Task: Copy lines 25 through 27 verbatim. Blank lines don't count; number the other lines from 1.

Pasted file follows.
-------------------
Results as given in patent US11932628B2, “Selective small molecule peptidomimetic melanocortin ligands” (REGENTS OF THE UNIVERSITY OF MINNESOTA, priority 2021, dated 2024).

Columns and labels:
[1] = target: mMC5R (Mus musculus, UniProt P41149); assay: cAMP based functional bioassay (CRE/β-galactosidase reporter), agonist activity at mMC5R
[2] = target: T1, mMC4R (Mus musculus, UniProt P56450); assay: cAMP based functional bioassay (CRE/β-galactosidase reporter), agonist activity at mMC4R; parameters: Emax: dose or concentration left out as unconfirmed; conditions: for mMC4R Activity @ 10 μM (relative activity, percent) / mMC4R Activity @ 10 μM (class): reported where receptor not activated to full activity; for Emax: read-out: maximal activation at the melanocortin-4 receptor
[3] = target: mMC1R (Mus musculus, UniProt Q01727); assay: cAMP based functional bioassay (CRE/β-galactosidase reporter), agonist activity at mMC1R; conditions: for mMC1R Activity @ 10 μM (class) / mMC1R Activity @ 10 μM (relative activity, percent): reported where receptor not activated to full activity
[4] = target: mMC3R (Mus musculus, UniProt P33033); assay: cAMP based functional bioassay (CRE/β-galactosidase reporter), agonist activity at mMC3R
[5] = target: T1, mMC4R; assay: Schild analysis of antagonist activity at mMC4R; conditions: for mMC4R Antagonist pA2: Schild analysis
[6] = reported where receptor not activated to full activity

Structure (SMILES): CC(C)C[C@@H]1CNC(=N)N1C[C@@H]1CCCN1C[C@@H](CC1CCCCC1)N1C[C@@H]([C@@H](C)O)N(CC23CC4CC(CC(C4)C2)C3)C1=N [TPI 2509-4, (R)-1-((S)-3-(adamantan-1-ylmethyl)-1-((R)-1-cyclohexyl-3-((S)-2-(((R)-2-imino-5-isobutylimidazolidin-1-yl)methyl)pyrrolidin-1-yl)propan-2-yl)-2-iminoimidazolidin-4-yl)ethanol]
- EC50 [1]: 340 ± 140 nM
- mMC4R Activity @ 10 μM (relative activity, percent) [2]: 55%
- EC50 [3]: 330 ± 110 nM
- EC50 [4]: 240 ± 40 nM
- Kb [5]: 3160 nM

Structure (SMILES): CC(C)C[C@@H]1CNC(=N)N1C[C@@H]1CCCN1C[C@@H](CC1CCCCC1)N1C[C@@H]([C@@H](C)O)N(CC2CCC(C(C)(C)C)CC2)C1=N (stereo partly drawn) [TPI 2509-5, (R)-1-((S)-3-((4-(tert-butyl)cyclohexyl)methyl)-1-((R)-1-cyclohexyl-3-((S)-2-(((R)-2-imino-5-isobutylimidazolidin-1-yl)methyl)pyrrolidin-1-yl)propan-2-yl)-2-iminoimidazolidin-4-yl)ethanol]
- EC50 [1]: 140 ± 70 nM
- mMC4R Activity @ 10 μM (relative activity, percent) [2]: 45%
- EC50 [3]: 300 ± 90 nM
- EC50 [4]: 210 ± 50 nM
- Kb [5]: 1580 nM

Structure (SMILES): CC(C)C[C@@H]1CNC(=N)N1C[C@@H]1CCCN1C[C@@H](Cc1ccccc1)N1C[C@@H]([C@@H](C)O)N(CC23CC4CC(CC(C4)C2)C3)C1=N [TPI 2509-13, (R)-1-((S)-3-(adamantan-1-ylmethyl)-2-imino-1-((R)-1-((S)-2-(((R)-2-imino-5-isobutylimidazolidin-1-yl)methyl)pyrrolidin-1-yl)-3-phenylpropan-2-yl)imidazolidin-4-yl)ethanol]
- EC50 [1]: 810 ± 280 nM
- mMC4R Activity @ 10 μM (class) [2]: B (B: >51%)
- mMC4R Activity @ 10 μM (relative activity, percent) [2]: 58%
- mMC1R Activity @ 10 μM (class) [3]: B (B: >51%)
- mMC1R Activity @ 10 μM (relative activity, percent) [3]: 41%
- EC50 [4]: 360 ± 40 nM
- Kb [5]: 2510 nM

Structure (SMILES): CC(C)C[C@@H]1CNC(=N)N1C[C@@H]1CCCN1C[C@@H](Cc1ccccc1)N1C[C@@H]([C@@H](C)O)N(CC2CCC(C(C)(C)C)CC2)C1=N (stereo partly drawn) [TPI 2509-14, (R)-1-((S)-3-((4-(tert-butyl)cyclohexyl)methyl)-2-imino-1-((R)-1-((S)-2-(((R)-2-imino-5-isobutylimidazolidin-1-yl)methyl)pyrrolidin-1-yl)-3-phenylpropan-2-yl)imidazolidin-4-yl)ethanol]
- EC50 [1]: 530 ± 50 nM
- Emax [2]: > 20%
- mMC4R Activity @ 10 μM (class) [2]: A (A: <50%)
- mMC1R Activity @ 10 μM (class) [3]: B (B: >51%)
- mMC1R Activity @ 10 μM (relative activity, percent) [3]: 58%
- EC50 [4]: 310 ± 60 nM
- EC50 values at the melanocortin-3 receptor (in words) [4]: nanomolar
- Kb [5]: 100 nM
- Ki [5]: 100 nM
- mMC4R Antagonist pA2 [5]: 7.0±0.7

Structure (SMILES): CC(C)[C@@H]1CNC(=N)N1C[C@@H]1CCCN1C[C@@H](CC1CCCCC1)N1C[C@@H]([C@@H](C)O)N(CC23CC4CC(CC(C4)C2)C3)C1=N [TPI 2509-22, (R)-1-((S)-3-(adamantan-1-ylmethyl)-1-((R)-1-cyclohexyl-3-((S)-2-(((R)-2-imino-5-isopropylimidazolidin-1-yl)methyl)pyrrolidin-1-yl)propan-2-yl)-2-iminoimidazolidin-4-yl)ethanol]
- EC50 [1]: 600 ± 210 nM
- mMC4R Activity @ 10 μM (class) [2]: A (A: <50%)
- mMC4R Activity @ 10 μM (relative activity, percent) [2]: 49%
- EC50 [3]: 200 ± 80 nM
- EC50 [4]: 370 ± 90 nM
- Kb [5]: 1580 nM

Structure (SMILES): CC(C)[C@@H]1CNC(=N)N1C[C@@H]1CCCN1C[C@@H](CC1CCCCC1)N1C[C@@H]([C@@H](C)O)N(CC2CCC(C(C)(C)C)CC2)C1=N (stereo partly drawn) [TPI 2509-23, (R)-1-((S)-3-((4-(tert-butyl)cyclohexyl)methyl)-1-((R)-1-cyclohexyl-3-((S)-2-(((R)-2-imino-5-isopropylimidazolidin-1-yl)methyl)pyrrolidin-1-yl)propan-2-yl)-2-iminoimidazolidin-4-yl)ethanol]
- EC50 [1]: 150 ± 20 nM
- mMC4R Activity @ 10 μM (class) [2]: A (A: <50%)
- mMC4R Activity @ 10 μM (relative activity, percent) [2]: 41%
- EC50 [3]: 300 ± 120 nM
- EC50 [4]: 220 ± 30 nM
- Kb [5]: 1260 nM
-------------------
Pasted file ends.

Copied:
- mMC1R Activity @ 10 μM (class) [3]: B (B: >51%)
- mMC1R Activity @ 10 μM (relative activity, percent) [3]: 41%
- EC50 [4]: 360 ± 40 nM